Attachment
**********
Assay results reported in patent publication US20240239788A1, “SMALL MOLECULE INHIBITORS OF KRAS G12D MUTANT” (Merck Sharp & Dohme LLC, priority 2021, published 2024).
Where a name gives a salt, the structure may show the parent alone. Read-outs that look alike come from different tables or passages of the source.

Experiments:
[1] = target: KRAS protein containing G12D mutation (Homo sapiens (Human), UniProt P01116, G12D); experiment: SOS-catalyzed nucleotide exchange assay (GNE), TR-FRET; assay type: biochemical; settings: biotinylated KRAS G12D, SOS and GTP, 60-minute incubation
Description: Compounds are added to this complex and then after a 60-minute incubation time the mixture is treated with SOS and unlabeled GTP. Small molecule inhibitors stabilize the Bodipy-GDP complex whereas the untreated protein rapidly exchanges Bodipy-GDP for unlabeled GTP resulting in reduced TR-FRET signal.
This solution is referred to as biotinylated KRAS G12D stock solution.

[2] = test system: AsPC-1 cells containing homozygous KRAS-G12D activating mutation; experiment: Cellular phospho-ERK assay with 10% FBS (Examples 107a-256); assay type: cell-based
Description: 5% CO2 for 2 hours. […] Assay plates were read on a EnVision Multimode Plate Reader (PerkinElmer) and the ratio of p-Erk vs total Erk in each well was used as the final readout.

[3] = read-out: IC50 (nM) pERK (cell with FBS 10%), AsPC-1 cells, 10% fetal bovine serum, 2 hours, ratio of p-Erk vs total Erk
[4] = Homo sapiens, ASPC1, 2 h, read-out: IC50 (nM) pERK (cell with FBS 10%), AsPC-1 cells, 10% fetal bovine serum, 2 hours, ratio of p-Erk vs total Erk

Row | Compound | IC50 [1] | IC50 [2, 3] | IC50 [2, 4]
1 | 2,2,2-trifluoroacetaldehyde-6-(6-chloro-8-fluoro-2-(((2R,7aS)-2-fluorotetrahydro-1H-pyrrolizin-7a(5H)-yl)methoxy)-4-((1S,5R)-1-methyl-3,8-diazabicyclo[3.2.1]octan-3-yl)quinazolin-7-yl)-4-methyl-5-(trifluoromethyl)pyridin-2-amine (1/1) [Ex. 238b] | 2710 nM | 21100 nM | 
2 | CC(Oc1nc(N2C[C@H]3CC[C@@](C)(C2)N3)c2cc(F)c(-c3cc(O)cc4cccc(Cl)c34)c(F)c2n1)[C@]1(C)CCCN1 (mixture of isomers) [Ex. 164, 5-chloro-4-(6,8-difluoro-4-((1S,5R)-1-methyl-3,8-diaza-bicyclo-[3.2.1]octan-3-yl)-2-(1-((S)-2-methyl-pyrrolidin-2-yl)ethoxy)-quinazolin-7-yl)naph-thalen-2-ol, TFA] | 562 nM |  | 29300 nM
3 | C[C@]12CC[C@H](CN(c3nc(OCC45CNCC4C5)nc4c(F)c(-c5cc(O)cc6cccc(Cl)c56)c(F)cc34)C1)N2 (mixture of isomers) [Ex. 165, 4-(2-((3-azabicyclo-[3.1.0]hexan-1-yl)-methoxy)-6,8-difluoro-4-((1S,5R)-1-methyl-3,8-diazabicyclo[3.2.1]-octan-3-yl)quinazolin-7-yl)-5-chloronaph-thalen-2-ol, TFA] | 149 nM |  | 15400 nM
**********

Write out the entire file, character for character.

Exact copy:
Assay results reported in patent publication US20240239788A1, “SMALL MOLECULE INHIBITORS OF KRAS G12D MUTANT” (Merck Sharp & Dohme LLC, priority 2021, published 2024).
Where a name gives a salt, the structure may show the parent alone. Read-outs that look alike come from different tables or passages of the source.

Experiments:
[1] = target: KRAS protein containing G12D mutation (Homo sapiens (Human), UniProt P01116, G12D); experiment: SOS-catalyzed nucleotide exchange assay (GNE), TR-FRET; assay type: biochemical; settings: biotinylated KRAS G12D, SOS and GTP, 60-minute incubation
Description: Compounds are added to this complex and then after a 60-minute incubation time the mixture is treated with SOS and unlabeled GTP. Small molecule inhibitors stabilize the Bodipy-GDP complex whereas the untreated protein rapidly exchanges Bodipy-GDP for unlabeled GTP resulting in reduced TR-FRET signal.
This solution is referred to as biotinylated KRAS G12D stock solution.

[2] = test system: AsPC-1 cells containing homozygous KRAS-G12D activating mutation; experiment: Cellular phospho-ERK assay with 10% FBS (Examples 107a-256); assay type: cell-based
Description: 5% CO2 for 2 hours. […] Assay plates were read on a EnVision Multimode Plate Reader (PerkinElmer) and the ratio of p-Erk vs total Erk in each well was used as the final readout.

[3] = read-out: IC50 (nM) pERK (cell with FBS 10%), AsPC-1 cells, 10% fetal bovine serum, 2 hours, ratio of p-Erk vs total Erk
[4] = Homo sapiens, ASPC1, 2 h, read-out: IC50 (nM) pERK (cell with FBS 10%), AsPC-1 cells, 10% fetal bovine serum, 2 hours, ratio of p-Erk vs total Erk

Row | Compound | IC50 [1] | IC50 [2, 3] | IC50 [2, 4]
1 | 2,2,2-trifluoroacetaldehyde-6-(6-chloro-8-fluoro-2-(((2R,7aS)-2-fluorotetrahydro-1H-pyrrolizin-7a(5H)-yl)methoxy)-4-((1S,5R)-1-methyl-3,8-diazabicyclo[3.2.1]octan-3-yl)quinazolin-7-yl)-4-methyl-5-(trifluoromethyl)pyridin-2-amine (1/1) [Ex. 238b] | 2710 nM | 21100 nM | 
2 | CC(Oc1nc(N2C[C@H]3CC[C@@](C)(C2)N3)c2cc(F)c(-c3cc(O)cc4cccc(Cl)c34)c(F)c2n1)[C@]1(C)CCCN1 (mixture of isomers) [Ex. 164, 5-chloro-4-(6,8-difluoro-4-((1S,5R)-1-methyl-3,8-diaza-bicyclo-[3.2.1]octan-3-yl)-2-(1-((S)-2-methyl-pyrrolidin-2-yl)ethoxy)-quinazolin-7-yl)naph-thalen-2-ol, TFA] | 562 nM |  | 29300 nM
3 | C[C@]12CC[C@H](CN(c3nc(OCC45CNCC4C5)nc4c(F)c(-c5cc(O)cc6cccc(Cl)c56)c(F)cc34)C1)N2 (mixture of isomers) [Ex. 165, 4-(2-((3-azabicyclo-[3.1.0]hexan-1-yl)-methoxy)-6,8-difluoro-4-((1S,5R)-1-methyl-3,8-diazabicyclo[3.2.1]-octan-3-yl)quinazolin-7-yl)-5-chloronaph-thalen-2-ol, TFA] | 149 nM |  | 15400 nM